• 41. Purpose of sprint planning Sets up the entire team for success throughout the sprint. During sprint planning we define: 1. The sprint goal 2. The sprint backlog
  • 42. Key Term - Sprint Goal A sprint goal is a short, one- or two-sentence, description of what the team plans to achieve during the sprint. It is written collaboratively by the team and the product owner.
  • 43. Key Term - Sprint Backlog The sprint backlog is a list of the product backlog items the team commits to delivering plus the list of tasks necessary to delivering those product backlog items. It’s the product owner’s job to make sure all items being discussed are “ready”.
  • 44. What makes a backlog item “Ready”? "Ready" items should be clear, concise, and most importantly, actionable. ● "Ready" means that stories must be immediately actionable ● The Team must be able to determine what needs to be done and the amount of work required to complete the backlog item ● The Team must understand the acceptance criteria and what tests will be performed to demonstrate that the story is complete
  • 45. Acceptance Criteria (A/C) Sets clear expectation as to when a team should consider something done. ● Product owners are responsible for creating A/C and validating whether work is complete ● It helps the team to break down the user stories into task(s) ● Unique for each backlog item ● A ticket without criteria, should not be considered "ready"
  • 46. Bond format for A/C I will consider this done when… ● -Action a yields x result ● -Action b yields y result ● -Action c yields z result Typically there should be at least 4, no more than 12 actions described.
  • 47. A/C differs from the “Definition of Done” A/C is unique to every backlog item. The Definition of Done (DoD) is a clear and concise list of requirements that the user story must satisfy for the team to call it complete. The DoD must apply to all items in the backlog.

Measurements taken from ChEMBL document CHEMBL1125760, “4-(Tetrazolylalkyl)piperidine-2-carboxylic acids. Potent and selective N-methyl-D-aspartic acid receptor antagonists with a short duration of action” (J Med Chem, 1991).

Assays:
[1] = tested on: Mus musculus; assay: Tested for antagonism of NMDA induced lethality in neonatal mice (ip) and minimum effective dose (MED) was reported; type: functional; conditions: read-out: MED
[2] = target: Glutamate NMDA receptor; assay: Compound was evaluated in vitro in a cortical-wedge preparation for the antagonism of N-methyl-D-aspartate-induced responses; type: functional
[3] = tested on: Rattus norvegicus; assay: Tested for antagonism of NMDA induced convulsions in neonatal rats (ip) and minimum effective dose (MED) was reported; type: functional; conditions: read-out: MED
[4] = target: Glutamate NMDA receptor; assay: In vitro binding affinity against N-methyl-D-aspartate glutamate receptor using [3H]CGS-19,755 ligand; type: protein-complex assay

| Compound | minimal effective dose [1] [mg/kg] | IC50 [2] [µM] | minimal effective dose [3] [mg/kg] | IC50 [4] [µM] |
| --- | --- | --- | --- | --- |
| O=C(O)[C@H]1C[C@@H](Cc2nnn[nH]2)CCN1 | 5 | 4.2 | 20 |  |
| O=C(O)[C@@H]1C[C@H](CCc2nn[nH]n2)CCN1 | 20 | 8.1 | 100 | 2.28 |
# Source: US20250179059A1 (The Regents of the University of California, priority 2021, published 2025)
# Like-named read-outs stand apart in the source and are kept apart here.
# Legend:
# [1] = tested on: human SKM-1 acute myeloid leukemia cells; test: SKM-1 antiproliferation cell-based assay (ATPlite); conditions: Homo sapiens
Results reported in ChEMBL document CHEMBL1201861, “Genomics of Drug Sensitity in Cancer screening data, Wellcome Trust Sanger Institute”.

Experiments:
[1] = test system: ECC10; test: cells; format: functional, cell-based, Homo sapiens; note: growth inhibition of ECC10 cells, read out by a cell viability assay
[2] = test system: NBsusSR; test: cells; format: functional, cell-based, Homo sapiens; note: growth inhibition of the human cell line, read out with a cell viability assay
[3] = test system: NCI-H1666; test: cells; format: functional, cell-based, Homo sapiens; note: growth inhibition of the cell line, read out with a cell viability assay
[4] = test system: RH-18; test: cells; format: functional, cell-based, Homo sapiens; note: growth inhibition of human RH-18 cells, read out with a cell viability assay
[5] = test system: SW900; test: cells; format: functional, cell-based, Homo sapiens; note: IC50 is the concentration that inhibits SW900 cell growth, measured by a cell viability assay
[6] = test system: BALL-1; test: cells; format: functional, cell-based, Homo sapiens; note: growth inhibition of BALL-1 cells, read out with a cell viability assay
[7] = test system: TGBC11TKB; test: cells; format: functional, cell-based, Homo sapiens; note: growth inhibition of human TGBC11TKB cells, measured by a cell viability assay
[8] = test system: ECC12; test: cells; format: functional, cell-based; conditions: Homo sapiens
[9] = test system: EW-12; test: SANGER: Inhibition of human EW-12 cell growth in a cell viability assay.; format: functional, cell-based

• 48. Definition of done at Bond Examples at Bond: ● Passed QA and code review ● Unit test written ● Seen by and approved by the Product Owner
  • 50. The Good “As a Bond employee, I want a dropdown from live search with corresponding fields.”
  • 51. Why is that a “good” example? ● Clear A/C with fringe rules outlined for the feature ● Expectation for how feature should behave once user interacts ● Limits for how feature should be implemented are clear ● Visual or prototype attached to the ticket
  • 52. The Bad “As a Bond employee, I want to create an invoice for a user.”
  • 53. Why is that a “bad” example? ● Overly complex for a single item, thus A/C is more work then could be completed in a single sprint ○ This should have been split into multiple tickets ○ Every single editable field could have been individual ticket ● Specific visual spec is not attached to ticket ● Not all work is actionable at moment
  • 54. The Ugly “As a Bond employee, I want to see success or failure on my interactions with Skyfall.”
  • 55.
  • 57. Draw me a house
  • 58. Draw me a house I will consider this done when: ● There is a door on the lower floor in the middle of the house ● On each side of the door there is a window ● On the upper floor, there are three windows evenly spaced across the house ● The house has a pitched roof. ● There is a chimney ● The house has a garage ● The house has a fence around a garden ● The fence has a gate ● There is a path from the door of the house to the gate ● The garden has a tree
  • 59.
  • 60. Questions on sprint planning, definition of “ready”, or acceptance criteria?
  • 61. Story points and estimation Now that our backlog item’s are ready it’s time to estimate story points. Story points are a measure of the relative size of a backlog item, taking into account factors such as complexity and physical size.
  • 62. We use planning poker for estimation ● The goal of planning poker is to gather consensus among team members ● The work we agree to do, is the work we agree to complete
  • 63. How planning poker works 1. The product owner describes each item to the team before they estimate it 2. Product owner answers questions regarding functionality to make sure end goal is clear 3. Any member of team who will be contributing to completion votes with planning poker card 4. The majority wins the vote, but for huge discrepancies this is a good time to have dialogue so any potential unforeseen issues are brought up.
  • 64. Guidelines for story points ● Issue that is understood and can be done and deployed in under an hour ≤ 3 ● Issue requiring a bit of understanding but can be done in a few hours = 5 ● Issue requiring research and thought before implementation = 8 ● Issue requiring potentially multiple days and efforts to accomplish = 13 ○ Max hours for a 13 point ticket = 16 hours